Ronald said people are excited for a European wide P2P regulatory framework to be implemented.
Anne said there is a fintech action plan without the action at the moment. Ways to improve this include scaling up models within Europe which will remove obstacles and introduce fintech solutions such as blockchain which remove and control cyber risk.
P2P regulation should be finalised by July 2020 following a successful trial period.
In five years’ time, Luuc believes there will be both European and local platforms available, increasing competition in the market by lowering barriers to entry. Only the niche players will remain.
P2P lenders are struggling to find credible borrowers which is stunting its growth.
There was a lack of IPOs on the Lisbon stock exchange in the run up to Raize going public.
Jose said: "Going public is an expensive process but it should be seen as an investment. It is the best marketing campaign."
Being licensed and regulated in Portugal, Raize's plan is to focus on building its reputation and audience there before expanding internationally.
Starling Bank is four-times larger than it expected to be at this point in its business plan. It already boasts 10 marketplace partners, and can offer them a robust source of new customers, all of whom have already been subject to KYC and AML checks.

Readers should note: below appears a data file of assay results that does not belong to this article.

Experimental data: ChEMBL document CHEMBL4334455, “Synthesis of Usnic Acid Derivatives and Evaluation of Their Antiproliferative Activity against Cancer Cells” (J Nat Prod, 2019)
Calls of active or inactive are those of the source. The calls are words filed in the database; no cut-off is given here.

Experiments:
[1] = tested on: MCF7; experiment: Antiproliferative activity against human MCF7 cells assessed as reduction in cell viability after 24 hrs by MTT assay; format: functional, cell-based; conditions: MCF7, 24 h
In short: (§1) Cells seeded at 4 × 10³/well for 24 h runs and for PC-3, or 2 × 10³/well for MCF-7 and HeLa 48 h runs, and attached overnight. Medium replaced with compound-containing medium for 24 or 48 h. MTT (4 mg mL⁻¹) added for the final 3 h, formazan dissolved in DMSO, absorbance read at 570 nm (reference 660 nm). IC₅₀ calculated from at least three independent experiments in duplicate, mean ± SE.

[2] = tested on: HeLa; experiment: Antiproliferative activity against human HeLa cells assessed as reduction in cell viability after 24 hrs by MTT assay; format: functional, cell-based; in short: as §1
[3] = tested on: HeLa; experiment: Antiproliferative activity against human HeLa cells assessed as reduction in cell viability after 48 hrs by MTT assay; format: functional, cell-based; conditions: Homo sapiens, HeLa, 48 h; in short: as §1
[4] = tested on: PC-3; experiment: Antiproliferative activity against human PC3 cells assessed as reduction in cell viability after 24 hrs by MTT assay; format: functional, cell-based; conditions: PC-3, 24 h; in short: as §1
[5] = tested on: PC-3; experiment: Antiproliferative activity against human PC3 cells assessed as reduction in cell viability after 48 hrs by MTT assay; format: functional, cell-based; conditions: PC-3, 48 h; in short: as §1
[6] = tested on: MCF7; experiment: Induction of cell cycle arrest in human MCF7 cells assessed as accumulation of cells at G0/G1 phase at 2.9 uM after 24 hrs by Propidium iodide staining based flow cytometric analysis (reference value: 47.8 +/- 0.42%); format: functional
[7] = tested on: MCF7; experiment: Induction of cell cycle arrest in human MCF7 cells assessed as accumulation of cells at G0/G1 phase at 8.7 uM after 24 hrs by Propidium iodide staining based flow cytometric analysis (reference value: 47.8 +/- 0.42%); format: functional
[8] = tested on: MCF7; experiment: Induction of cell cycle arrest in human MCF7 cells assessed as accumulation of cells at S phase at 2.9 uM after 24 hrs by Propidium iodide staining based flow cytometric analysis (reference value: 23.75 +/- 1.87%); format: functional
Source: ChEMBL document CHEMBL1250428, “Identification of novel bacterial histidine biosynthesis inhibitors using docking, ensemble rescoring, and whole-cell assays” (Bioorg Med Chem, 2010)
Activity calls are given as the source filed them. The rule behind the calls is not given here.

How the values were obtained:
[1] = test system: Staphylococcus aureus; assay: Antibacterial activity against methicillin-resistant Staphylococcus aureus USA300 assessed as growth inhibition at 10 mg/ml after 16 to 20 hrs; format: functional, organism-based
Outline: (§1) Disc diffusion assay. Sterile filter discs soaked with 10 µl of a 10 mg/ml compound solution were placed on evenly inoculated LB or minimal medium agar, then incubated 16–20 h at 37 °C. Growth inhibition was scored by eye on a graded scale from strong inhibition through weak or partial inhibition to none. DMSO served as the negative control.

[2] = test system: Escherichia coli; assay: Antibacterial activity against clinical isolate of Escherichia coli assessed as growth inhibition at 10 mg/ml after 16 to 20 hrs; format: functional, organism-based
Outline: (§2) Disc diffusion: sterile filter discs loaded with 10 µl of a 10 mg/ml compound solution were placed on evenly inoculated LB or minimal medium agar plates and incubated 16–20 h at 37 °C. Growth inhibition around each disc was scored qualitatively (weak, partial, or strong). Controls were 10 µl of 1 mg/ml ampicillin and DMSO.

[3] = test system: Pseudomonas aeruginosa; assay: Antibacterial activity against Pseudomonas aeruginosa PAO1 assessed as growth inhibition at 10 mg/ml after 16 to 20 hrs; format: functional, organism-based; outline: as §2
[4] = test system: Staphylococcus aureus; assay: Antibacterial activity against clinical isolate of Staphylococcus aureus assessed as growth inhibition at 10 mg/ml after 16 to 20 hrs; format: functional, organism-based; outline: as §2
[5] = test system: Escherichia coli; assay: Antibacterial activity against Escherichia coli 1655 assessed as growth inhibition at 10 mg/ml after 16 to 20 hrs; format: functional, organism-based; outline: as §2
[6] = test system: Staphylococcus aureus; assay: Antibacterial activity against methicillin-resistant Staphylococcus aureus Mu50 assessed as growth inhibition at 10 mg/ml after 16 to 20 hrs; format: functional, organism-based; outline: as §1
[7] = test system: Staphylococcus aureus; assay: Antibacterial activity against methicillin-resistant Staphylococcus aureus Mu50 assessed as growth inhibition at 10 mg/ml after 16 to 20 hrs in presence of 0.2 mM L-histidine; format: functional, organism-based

Starling is making a major play for rewards from the £775m RBS Remedies Fund.
Anne said that the bigger banks are copying everything fintechs are doing but are spending far more money and time on digitisation than they need to be. A better alternative, she says, would be to pay firm's like Starling for banking-as-a-service products.
Bud has been working with HSBC to integrate the latest Open Banking solutions, helping the bank understand the impact of the new framework.
The company provides insights to organisations through Open Banking. Jamie said that companies don't need five-years' of data for one piece of information.
Working with both banks and marketplaces, Bud doesn't prioritise one project over the other. Its focus is on customer experience.
Jamie said Open Banking as a culture is very exciting. It is pulling down the walls of banks and enables smaller companies like Yolt to retrieve information from the bigger banks who process data.
Flanker brands are a side business, run by a bigger companies, often banks. Olivier said ING's flanker company Yolt has gained 500,000 users in a year.
The purpose of flanker brands is not to encourage cross-selling but to learn and access more data to continue growing.
Francesco said there is an opportunity for TrueLayer to expand abroad but he is focusing on "riding the Open Banking wave" for now.
Jack said it is important to look at a customer's journey when approving loans. Instead of it being a no, how can it be a yes.
Zopa is in the process and is on track to launch its bank next year.
Customer relationships and integrated solutions is what should be prioritised to be the number one money app.
Revolut was chosen by most of the panel as being the best challenger bank due to its unique offering.